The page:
But this sort of work is always ongoing. Unless and until universities radically change their governance, ongoing, often furiously frustrating efforts will be required.

With aggregation and a longish ballot window, we have a real chance at making a big threat. Every university would face action.

As tired as we may be, I don’t think universities have strong appetite for strikes again. It’s a PITA. Plus, we’ve seen various unravellings. UUK and UCEA haven’t been as good at the propaganda game as they need to be to keep confidence of unis. Breaking UCU surely is part of the game here and if we demonstrate we are not broken, I think that will have an effect.

Vote. Vote yes. Help GTOV. If we go in with a 60%-70% turnout, that is real leverage.

Let’s get there and show them what we can do.

SQLite’s JSON support

I finally have a reason to poke at SQLite’s JSON support. It looses implements a set of functions common to various other SQL databases. But…the docs are rough for me. In particular, there are few examples at the end of how to use a couple of functions in the context of a query, but the rest are stand alone. Moreover, I don’t get the intent of a lot of these, like when do I use the -> or --> operators over json_extract?

Moreover, the implementation of the path language only allows explicit paths without wildcards. One of the things I’m wrestling with is that the JSON I’m using often has lists to hold sets of records at nested positions. I kinda want them to “explode” into individual results, but that’s not how it works.

(I always have trouble with composing SQL queries so this may just be a “me” thing.)

It’d be nice to have a good tutorial which helped inculcate a good mindset for these functions.

I hope I don’t end up writing one!

A new ballot

Today, UCU starts a new round of balloting on USS dispute and the pay and working conditions dispute. The GTVO campaign has the slogan UCU Rising and has a pretty impressive lead in campaign over the summer.

We’ve been fighting these disputes for a looooong time (I’m working on a timeline) and I know there are people who are wondering if anything will be different this time around. If you’ve encountered me at all, you know that I’ve not been a fan of our action strategy since the pre-pandemic strikes (indeed, the levy needed to deal with that launched me into this much higher level of activism!).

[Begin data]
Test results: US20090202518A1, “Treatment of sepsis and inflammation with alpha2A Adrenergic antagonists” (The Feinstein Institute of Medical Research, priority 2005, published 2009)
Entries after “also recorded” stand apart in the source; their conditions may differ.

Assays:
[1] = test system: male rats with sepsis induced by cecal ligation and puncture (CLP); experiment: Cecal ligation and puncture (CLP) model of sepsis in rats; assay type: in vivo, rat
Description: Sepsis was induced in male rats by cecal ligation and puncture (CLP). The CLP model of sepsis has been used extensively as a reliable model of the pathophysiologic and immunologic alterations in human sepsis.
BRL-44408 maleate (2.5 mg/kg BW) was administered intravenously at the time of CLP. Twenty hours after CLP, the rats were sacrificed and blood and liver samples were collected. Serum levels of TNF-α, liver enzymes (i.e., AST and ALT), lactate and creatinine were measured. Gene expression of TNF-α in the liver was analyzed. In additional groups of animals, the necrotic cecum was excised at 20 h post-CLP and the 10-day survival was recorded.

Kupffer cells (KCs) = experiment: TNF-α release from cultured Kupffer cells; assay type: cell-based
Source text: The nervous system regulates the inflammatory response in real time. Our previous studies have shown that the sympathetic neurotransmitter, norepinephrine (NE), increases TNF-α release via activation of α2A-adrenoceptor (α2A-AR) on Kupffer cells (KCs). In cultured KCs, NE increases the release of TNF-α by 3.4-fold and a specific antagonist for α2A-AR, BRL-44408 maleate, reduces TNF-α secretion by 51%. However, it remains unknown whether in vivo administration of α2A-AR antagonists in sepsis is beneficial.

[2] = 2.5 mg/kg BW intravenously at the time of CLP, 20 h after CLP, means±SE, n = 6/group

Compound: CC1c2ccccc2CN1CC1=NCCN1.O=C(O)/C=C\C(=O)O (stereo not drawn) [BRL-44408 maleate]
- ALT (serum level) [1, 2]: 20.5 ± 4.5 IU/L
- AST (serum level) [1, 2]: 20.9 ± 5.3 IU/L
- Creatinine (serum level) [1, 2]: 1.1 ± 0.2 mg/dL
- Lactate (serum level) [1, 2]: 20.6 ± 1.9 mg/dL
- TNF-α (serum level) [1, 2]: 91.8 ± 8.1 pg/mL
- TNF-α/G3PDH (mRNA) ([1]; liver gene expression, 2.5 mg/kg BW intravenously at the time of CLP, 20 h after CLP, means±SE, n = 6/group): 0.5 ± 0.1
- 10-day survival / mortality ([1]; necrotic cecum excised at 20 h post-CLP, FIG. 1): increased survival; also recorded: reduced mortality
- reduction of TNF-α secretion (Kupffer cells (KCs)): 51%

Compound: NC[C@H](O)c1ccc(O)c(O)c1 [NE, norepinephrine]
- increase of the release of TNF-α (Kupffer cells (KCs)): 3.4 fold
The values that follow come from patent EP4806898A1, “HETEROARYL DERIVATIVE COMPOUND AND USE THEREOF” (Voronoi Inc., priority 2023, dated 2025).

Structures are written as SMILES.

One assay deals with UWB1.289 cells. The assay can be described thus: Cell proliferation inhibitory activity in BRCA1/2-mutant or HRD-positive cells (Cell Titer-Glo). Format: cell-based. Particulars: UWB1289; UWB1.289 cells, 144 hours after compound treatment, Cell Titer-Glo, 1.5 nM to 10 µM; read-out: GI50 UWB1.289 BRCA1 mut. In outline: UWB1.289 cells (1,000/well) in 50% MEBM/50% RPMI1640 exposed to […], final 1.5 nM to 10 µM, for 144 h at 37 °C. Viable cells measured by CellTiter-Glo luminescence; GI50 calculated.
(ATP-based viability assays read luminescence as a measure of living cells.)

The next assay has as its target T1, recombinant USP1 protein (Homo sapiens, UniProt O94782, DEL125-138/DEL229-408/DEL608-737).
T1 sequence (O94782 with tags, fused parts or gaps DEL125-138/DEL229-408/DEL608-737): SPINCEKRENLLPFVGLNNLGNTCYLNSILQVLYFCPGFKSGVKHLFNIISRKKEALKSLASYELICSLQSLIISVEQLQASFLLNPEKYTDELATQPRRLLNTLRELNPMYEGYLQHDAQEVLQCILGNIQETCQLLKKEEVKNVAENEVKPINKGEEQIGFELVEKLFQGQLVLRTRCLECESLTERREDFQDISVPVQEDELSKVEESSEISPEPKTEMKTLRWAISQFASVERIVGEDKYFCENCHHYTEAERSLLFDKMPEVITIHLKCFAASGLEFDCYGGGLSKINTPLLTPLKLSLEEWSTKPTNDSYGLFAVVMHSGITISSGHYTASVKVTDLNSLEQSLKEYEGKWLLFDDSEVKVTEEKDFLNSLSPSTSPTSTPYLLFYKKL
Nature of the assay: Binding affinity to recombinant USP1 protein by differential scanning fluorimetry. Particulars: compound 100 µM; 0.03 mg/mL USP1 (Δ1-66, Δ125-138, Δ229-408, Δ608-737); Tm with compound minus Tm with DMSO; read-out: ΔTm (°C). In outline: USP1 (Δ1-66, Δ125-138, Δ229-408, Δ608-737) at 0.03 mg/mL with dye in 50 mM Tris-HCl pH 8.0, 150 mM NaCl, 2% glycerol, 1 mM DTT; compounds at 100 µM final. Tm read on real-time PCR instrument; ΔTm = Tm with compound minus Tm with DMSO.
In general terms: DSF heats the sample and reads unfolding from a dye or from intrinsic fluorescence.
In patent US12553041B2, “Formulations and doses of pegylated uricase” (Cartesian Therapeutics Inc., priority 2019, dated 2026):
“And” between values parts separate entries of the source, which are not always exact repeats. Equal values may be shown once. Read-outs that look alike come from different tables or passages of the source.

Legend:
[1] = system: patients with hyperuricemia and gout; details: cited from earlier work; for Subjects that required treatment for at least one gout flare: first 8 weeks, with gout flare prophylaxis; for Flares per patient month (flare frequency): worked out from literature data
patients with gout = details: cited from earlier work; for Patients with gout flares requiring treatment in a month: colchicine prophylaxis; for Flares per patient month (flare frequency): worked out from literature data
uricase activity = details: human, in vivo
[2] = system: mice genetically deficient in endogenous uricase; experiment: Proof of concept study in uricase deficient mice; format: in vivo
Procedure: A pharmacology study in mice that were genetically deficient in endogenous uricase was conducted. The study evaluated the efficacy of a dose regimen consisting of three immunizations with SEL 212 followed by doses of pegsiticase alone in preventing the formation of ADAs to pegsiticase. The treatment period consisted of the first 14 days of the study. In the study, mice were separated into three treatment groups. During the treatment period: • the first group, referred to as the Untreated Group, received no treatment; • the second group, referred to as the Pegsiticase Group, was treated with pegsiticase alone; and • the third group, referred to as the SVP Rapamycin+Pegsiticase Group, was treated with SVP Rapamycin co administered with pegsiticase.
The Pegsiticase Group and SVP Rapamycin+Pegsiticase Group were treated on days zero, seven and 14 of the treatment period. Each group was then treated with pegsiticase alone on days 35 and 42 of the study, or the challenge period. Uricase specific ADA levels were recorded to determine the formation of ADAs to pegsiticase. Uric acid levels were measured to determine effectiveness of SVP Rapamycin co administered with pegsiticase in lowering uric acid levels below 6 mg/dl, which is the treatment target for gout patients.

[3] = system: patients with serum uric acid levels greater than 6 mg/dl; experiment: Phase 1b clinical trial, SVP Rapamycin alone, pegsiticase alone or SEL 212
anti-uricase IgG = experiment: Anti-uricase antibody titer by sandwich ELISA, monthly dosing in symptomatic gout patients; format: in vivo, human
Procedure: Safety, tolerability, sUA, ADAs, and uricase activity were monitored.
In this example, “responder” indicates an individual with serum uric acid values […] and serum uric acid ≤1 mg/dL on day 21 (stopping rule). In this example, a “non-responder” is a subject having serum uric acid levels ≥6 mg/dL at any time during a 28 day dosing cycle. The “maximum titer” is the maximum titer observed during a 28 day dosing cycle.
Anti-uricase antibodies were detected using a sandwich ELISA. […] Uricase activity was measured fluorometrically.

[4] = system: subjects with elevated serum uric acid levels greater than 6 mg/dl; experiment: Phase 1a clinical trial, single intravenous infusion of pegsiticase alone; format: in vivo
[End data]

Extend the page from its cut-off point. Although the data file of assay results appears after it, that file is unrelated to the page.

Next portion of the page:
Furthermore, I keep pointing out that the civil disobedience literature suggests that 50% of nonviolent campaigns fail (vs. 75% of violent ones!). We are working against a hostile Government as well as quasi governmental bodies (UUK and UCEA). It’s not just one university, but all of them. These are tough tough opponents! UUK and especially UCEA have gone in on trying to break us. They aren’t just fighting these disputes but fighting us.


There is reason for optimism as well as trepidation.

The ballot this time is on an aggregated basis. That means, in order to make the 50% turnout threshold, we need to make it across all branches. The upside is that if we make it (and the YES vote wins), all branches can take action. The downside is that if we don’t make it, no action until we can muster another ballot.

Thus, GTVO is more important than ever. The nice thing is that your vote matters even if your branch routinely doesn’t make threshold. Your vote matters!

We have a longer ballot window that we’ve recently had and and decent lead in. I think we can do it. The bigger the turnout the better. Indeed, we might get some negotiating movement just on the strength of the turnout.

Leverage from industrial action is roughly a very non-linear function of 1) coverage, 2) intensity, and 3) time. Given that we are in dispute with two organizations of universities, we need to move at least a strong majority of the member univerisities of those universities. If enough unis are “safe” from industrial action because their associated branches didn’t make thresholds, then it’s much easier to for the organisation to wait us out. Conversely, if all branches can take action, no uni is safe. That changes their calculus.